Routers are devices that join multiple computers and devices together via either wireless or wired connections. As its name suggests, a router "routes" traffic between the devices and the internet. A wireless router uses a cable to connect directly to a modem to transmit information to and receive information from the outside internet, and uses built-in antennas to create a WiFi network that communicates with devices wirelessly within the network.
The typical home today has a wide variety of internet-connected devices, such as personal computers, smartphones, tablets, printers, smart TVs, thermostats, and more. All these devices can be networked with your router. Data traveling on your home network could include emails, a movie, or a live feed from your baby cam, each of which takes up different amounts of bandwidth. As you add more devices to the network, you ask your router to do more.
What to look for in a wireless router
The strength of a WiFi signal in a home mostly depends on the size of the home and any barriers that prevent signals from reaching their destinations, such as mirrors, fireplaces, and thick walls. A good router will be able to reach throughout your entire home. When selecting a router, go for one that has a mesh network to extend the WiFi capabilities across the home.
Get a router that is easy to install and use. Some are available with user-friendly apps that help you manage parental controls, set up guest networks, manage the network, and set user time limits.
WiFi security should be one of the top criteria in selecting a router. A router is a port of entry cybercriminals can use to try to access personal information. You want to select a router that has a wide range of security features built in—such as device quarantining, signed firmware updates, and automatic updates—so you can prevent attackers from installing viruses and malware.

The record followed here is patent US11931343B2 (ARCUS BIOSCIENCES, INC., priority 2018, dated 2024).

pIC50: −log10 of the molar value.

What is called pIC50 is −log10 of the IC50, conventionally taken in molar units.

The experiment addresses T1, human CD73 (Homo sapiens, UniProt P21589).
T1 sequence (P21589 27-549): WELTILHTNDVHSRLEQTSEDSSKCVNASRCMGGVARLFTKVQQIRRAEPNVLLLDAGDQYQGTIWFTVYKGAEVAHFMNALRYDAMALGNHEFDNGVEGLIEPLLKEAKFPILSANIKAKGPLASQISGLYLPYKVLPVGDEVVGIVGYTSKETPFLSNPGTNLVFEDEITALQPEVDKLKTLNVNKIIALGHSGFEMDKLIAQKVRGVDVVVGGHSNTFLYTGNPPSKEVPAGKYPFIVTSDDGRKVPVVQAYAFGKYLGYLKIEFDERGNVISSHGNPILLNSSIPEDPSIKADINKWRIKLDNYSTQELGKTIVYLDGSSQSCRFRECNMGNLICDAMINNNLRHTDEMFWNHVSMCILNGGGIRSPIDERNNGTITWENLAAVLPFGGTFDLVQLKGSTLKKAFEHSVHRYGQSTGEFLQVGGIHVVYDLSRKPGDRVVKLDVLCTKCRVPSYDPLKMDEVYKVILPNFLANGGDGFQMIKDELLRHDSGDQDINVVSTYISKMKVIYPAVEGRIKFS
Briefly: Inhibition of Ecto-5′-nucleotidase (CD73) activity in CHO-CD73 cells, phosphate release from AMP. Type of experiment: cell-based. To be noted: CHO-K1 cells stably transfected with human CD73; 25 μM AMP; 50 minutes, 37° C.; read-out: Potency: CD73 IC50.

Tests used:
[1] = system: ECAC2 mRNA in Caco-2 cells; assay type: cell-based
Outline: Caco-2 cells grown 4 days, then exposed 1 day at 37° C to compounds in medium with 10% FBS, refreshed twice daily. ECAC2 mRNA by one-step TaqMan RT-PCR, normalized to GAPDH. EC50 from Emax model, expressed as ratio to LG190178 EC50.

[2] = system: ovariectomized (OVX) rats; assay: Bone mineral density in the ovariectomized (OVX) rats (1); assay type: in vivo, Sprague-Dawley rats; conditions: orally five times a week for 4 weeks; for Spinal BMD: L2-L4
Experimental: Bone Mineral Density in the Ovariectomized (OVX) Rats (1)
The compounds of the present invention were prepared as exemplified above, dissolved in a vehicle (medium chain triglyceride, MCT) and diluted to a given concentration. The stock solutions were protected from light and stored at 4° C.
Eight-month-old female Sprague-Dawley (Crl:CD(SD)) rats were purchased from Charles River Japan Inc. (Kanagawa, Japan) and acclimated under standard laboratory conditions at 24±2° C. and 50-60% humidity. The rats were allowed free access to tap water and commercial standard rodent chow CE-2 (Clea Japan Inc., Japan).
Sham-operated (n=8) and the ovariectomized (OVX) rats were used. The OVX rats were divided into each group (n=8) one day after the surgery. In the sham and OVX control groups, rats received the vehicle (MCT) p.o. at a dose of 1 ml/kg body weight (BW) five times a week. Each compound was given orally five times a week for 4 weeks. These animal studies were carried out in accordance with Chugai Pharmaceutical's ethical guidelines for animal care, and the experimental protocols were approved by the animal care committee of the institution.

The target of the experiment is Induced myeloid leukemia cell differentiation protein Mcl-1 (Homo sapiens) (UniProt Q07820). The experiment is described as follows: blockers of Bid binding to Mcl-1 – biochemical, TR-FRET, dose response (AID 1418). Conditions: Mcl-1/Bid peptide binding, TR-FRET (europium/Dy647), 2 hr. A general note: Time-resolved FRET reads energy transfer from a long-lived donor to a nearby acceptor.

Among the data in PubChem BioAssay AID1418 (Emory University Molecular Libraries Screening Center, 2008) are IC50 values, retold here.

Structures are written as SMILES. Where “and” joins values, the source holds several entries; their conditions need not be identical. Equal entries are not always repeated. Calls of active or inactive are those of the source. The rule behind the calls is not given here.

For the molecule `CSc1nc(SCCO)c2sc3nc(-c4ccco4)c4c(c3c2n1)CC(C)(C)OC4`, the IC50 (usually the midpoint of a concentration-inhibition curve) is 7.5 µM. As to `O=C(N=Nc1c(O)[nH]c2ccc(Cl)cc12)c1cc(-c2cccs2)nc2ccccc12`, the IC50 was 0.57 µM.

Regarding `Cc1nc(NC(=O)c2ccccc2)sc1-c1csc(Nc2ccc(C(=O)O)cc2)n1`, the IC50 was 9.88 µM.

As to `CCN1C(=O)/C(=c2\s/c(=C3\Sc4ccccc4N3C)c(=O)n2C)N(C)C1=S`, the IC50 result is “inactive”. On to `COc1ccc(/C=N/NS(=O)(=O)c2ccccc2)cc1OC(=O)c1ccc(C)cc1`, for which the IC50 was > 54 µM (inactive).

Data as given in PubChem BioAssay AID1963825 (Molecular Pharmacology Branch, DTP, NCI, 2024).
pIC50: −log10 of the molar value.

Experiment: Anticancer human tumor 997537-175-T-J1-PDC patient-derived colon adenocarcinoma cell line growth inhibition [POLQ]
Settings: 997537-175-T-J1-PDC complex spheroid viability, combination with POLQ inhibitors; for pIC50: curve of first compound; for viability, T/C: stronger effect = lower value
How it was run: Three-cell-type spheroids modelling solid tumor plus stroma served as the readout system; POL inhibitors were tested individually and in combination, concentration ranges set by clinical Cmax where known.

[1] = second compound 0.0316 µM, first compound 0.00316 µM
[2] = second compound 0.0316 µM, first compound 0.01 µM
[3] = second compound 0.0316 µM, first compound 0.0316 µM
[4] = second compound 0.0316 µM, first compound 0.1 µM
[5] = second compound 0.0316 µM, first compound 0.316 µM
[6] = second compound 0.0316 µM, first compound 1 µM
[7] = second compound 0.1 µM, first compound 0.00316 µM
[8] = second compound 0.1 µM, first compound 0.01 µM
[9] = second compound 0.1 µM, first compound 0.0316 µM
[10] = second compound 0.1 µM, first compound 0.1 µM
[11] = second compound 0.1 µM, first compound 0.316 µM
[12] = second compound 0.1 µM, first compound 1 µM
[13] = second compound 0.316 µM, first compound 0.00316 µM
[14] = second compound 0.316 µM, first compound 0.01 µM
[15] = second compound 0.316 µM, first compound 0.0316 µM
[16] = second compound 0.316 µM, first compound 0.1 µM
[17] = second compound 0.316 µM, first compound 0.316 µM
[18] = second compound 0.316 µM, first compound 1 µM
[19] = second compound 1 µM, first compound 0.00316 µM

Get Visited Site Information in Router.
Most of the popular routers have a web-based dashboard. To get there, you need the router's IP address. If you don't have that handy, it's pretty easy to find in the Windows Control Panel (look for "Default Gateway") or Mac System Preferences ("Router"). Type the router's IP address into a browser window to access the dashboard. You'll likely be presented with a login screen. (Note: if you used the default password when you set up the router, you should change it now.) Once you are in, look for the router's logs. How you get there will depend on the specific router. In some cases, you may need to enable the logging option. The log will show you all the websites that were visited.
Get Control of Your WiFi Traffic
Knowing what websites have been visited by anyone connected to your home WiFi network can be useful, especially for parents who want to ensure their kids are surfing safely and appropriately. Comodo cWatch Office makes it easy and offers lots of features to ensure the security of any home or office network. Comodo cWatch Office is a cloud-based, security-as-a-service solution, which means you don't need to purchase or install any software or hardware, so it's easy to use—you can secure all your internet-connected devices in just minutes.
Comodo cWatch Office gives you full visibility into web traffic, even when devices are connecting away from the home or office. Here are some of the additional security and control benefits you get with Comodo cWatch Office:
- Advanced threat blocking: Comodo cWatch Office uses Comodo's Threat Intelligence Service, which is continuously and automatically updated, to block malicious sites, phishing, botnets, fraud sites, and much more.
- Category-based domain filtering: You can create per-device web access policies based on categories of sites.
- Blacklist/whitelist domains: You can also block or allow specific domains per device.
- Free for up to five devices: No credit card is required.